LED lights are something I can't talk my husband out of.  It is not a battle worth
60 regular light bulb, limit usage to 2hrs vs leaving them on all night, go to sleep or open window blinds early in the mornin.

Get a smaller fridge and open it only once or twice a day only
more than a few LED lights.
LEDs can be 10 times more efficient than incandescent light bulbs, so you can get an equivalent of 1000W out of the 100W power source.
When you look how the light
large appliances like the fridge, printer, vacuum, so you'll need AC lines anyway, right? It seems like the LED AC bulbs use so little power, it wouldn't make much difference. Do you want two sets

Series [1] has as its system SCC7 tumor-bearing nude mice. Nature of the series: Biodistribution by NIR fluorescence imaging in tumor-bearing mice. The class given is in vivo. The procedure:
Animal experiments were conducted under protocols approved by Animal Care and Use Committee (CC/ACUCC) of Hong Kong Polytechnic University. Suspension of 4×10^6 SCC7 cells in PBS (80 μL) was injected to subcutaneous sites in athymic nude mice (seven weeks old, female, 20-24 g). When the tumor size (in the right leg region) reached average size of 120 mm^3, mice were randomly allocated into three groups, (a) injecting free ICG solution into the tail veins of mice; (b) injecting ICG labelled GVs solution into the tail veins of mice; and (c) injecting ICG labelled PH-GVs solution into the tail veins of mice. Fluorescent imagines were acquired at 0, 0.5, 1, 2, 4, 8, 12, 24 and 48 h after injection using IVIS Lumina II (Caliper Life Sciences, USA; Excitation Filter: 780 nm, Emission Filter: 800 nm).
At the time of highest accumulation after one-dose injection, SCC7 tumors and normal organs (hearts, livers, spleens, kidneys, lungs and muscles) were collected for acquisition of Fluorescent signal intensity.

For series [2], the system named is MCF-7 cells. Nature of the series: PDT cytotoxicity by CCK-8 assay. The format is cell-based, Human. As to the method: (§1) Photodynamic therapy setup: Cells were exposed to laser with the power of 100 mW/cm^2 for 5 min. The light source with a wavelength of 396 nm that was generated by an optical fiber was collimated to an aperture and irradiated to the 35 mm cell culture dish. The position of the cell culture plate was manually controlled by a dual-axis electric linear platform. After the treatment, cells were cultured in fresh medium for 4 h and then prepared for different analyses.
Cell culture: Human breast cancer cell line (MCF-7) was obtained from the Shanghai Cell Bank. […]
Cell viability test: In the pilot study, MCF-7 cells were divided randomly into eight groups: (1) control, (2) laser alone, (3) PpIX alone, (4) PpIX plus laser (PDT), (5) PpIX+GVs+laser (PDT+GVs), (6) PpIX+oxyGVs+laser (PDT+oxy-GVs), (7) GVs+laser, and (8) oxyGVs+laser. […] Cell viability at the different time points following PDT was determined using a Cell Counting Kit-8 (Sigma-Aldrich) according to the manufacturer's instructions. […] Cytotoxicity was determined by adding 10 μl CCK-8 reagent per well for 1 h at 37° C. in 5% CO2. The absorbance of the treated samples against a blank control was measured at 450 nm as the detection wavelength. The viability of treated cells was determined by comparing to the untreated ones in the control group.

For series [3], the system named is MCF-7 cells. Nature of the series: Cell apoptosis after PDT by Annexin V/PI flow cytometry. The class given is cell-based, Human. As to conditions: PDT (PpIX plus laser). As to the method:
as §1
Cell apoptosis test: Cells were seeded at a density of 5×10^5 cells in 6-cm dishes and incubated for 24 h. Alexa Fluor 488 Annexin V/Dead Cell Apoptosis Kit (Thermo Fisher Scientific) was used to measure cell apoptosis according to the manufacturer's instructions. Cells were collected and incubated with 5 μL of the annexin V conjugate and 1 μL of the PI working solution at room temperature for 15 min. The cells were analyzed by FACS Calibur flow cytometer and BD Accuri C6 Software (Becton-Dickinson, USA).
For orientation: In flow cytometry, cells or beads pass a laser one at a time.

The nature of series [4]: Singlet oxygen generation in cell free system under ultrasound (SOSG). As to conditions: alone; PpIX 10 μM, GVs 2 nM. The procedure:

My electricity usage:

Lights. currently old fashioned filament bulbs, gradually replacing with LEDs. Dislike low energy bulbs. A little mercury in my environment is more than I want.

Laptop
As Len mentioned, the individual LEDs are usually 3V. Don't buy AC bulbs as they contain regulators and rectifiers to get to 3V DC.
Don't buy bulbs of any voltage other than where the Voltage you
. Pooless. No more fluorescent light bulbs. Avid composter. Has eliminated 95% of the toxic gick from their home. Very concerned about environmental problems. Carbon footprint is 45 tons.

level
I'm trying a new bulb, and am impressed so far. It's a "flood light" shaped (BR30 is what the style is called), "edison" threaded base. Brand is Luminus "dimmable Wide Flood", 13.5W (65W equivalent
, and seen modern recreations or home-made versions of these types of engines and how some people have set them up with small generators to power a radio or a small light bulb. I've also seen examples